Dad and daughters take a walk through Disneyland.

True
Fathers Everywhere

This article originally appeared on 06.15.16


To a stranger I met at a coffee shop a few years ago who introduced me to what my life as a parent would be like:

My "welcome to black fatherhood moment" happened five years ago, and I remember it like it happened yesterday.

I doubt you'll remember it, though — so let me refresh your memory.

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Pop Culture

Magician changes his act so a visually impaired man can experience it for the first time

“I really want you to experience the magic right now. So let’s try something.”

@magickevinli/TikTok

“There’s always a way to experience magic.”

Pro magician Kevin Li has dazzled audiences, celebrities and even heavy hitters in the industry like Penn and Teller with his impressive sleight of hand displays.

However, Li would tell you that one of his “most memorable” performances wasn’t for a sold out crowd, but for a single person who might normally miss out on his gifts.

A video posted to Li's TikTok shows Li offering up a magic trick to a man who is vision impaired. At first, the man politely declined, saying, “I’m blind, so the magic won’t work for me."

Without missing a beat, Li replied, “I really want you to experience the magic right now. So let’s try something.”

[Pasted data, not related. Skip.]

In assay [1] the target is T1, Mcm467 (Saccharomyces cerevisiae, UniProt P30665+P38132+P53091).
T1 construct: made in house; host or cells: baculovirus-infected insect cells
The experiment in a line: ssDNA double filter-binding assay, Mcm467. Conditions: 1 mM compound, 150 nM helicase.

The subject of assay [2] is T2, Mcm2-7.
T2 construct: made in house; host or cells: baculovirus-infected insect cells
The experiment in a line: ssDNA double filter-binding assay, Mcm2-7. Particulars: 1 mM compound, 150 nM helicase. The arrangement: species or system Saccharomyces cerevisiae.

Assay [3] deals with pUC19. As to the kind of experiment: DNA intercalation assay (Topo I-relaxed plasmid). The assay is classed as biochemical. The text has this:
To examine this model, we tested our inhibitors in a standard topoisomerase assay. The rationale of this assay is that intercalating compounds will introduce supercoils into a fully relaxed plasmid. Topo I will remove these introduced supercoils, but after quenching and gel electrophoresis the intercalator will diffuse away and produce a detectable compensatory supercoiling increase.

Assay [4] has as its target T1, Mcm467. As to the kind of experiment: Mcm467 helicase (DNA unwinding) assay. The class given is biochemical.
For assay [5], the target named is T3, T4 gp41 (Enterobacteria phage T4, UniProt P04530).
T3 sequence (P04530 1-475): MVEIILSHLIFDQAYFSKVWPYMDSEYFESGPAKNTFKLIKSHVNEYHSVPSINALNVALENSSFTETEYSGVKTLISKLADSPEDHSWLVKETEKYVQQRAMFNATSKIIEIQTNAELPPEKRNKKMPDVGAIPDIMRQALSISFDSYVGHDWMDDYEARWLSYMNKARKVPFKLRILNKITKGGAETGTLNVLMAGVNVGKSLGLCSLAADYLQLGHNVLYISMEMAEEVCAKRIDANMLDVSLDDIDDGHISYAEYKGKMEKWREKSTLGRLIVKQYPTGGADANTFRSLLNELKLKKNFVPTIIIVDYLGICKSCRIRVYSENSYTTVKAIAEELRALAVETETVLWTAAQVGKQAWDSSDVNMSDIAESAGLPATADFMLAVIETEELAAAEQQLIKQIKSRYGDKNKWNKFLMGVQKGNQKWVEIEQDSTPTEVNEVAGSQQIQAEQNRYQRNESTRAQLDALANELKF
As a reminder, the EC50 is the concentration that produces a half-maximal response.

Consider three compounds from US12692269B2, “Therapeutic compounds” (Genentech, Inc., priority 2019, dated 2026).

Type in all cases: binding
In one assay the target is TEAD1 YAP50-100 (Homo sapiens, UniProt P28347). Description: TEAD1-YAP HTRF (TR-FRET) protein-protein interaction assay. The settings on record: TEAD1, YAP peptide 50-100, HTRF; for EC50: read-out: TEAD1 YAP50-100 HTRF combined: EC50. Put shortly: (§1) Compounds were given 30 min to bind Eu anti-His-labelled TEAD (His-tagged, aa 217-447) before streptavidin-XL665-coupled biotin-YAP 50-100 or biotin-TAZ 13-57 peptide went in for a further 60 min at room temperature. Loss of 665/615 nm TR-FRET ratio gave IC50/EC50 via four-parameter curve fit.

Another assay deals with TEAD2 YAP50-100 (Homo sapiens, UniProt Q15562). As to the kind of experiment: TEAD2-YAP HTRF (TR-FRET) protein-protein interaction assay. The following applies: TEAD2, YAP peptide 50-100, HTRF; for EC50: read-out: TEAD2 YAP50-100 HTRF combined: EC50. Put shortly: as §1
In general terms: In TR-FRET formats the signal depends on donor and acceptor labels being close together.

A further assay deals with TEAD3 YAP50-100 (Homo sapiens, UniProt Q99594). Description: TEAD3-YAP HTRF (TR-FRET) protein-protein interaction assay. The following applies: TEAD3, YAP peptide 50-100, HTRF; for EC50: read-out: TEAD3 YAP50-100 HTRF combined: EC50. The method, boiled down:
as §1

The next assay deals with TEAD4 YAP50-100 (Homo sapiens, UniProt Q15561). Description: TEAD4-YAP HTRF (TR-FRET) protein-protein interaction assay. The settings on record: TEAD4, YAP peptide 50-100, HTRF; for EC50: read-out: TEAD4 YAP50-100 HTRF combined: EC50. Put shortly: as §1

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Identity

Alabama community loves deaf Waffle House cook who taught his co-workers to use sign language

Manager Michael Clements has "never seen" an employee like Pookie White.

via Google

The Waffle House in Hope Hull, Alabama.

Even though companies with workplaces that make accommodations for disabled workers are happier and more profitable, there is still a huge discrepancy in workforce participation between deaf people and those who can hear. According to Deaf People and Employment in the United States, 53% of deaf people are in the workforce as compared to 75.8% of those who can hear.

One of the biggest hurdles to deaf people entering the workforce is discriminatory hiring practices, intentional or not.

“There are often layers of discriminatory hiring practices that make [workplace participation] statistics still hold true today,” the study says. “Such practices can range from the discriminatory language on the job ad itself, to the application & hiring process, and can even impact the promotion of deaf employees.”

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Jillian, “... my heart skips a beat."